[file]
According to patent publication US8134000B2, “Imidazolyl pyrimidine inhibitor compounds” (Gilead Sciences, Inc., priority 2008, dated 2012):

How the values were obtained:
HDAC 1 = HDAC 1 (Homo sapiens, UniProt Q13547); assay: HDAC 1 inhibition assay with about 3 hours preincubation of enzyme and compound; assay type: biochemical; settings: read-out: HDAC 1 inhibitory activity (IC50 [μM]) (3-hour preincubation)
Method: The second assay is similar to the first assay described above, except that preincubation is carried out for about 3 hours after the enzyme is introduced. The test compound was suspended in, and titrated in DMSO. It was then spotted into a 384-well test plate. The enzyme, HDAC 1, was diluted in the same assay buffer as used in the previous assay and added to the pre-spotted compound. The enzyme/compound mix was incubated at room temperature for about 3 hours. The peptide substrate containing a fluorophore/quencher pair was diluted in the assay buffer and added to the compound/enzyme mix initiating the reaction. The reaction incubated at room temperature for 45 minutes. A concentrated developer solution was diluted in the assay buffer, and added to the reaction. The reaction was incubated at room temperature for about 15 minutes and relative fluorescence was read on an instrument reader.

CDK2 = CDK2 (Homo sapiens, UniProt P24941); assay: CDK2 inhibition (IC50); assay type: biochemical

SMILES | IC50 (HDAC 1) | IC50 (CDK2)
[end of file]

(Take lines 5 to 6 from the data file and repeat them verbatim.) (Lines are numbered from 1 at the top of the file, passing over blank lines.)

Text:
CDK2 = CDK2 (Homo sapiens, UniProt P24941); assay: CDK2 inhibition (IC50); assay type: biochemical

SMILES | IC50 (HDAC 1) | IC50 (CDK2)